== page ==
Red and Black

As well as playing about with the overall format, Movie Wars Genesis also plays its movie exclusive suits in an interesting way as well. Usually the powers displayed in the Movie Wars films are a new (often repainted/retooled) "ultimate" form for the returning Rider, and an exclusive power-up for the current Rider that may or may not eventually find its place as part of the series itself. In Genesis Kamen Rider Ghost doesn't receive a brand new form, with the film instead acting as an early sneak preview of the Toucon Boost suit that later debuted in episode 12 (here under the name Tousan Damashii). This isn't the first time this has happened, with Kamen Rider OOO's TaJaDor combo making an early appearance in Movie War Core and Wizard's All Dragon form appearing in Movie Wars Ultimatum. Meanwhile Drive actually receives a weaker power-up here - Zero Drive, a form that precedes Type Speed but is presumably more powerful than Proto Drive (which was in action during the Global Freeze a year earlier). Zero Drive's appearance ties nicely into the time travel aspect of the film, while the early appearance of Boost generally adheres to its creation in the series. The inclusion of less powerful forms is a nice change of pace, illustrating how Kamen Rider movies don't always have to be about the introduction of more powerful forms or bigger attack spamming.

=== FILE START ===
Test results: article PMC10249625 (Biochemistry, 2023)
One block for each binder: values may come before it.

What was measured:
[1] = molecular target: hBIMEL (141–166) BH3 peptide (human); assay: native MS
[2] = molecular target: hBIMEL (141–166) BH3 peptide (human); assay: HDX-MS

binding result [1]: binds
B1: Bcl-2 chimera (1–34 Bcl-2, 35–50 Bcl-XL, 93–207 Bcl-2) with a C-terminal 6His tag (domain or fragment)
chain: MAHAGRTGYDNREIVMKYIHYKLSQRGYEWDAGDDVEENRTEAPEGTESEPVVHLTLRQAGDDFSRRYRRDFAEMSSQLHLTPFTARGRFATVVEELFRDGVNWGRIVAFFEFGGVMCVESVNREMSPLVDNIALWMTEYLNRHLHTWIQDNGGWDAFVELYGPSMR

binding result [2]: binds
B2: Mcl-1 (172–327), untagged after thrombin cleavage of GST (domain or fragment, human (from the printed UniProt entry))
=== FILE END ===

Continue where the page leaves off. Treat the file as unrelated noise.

The Renaissance Ganma
Of course it always comes down to the big CGI fight

Movie Wars Genesis is a film that raises several questions and inconsistencies, but definitely has its heart in the right place. The altered format not only improves the crossover element of the film considerably, it offers a less predictable and more unique viewing experience that will hopefully carry forward into future Movie Wars instalments. As a farewell to Kamen Rider Drive it could have perhaps done better, but it manages to perfectly capture the excitement of Kamen Rider Ghost's early episodes and provide a satisfying crossover that brings out the best in both casts. Though far from the best the Movie Wars series has to offer, Movie Wars Genesis is an enjoyable if often confusing entry that at the very least doesn't fail to entertain.